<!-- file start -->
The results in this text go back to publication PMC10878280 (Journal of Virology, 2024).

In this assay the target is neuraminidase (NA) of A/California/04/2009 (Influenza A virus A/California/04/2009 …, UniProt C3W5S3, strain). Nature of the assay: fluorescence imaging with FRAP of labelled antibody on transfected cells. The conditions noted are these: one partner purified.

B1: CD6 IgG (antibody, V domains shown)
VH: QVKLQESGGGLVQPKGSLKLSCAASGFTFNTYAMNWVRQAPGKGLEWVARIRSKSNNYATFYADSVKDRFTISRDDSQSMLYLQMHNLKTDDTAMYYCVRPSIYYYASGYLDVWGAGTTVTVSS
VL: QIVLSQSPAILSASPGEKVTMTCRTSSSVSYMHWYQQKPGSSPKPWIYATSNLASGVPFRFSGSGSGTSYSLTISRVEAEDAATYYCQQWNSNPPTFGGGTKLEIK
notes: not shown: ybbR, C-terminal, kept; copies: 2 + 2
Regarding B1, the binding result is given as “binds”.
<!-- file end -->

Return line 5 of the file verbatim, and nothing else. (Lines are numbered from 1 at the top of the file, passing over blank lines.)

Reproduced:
VL: QIVLSQSPAILSASPGEKVTMTCRTSSSVSYMHWYQQKPGSSPKPWIYATSNLASGVPFRFSGSGSGTSYSLTISRVEAEDAATYYCQQWNSNPPTFGGGTKLEIK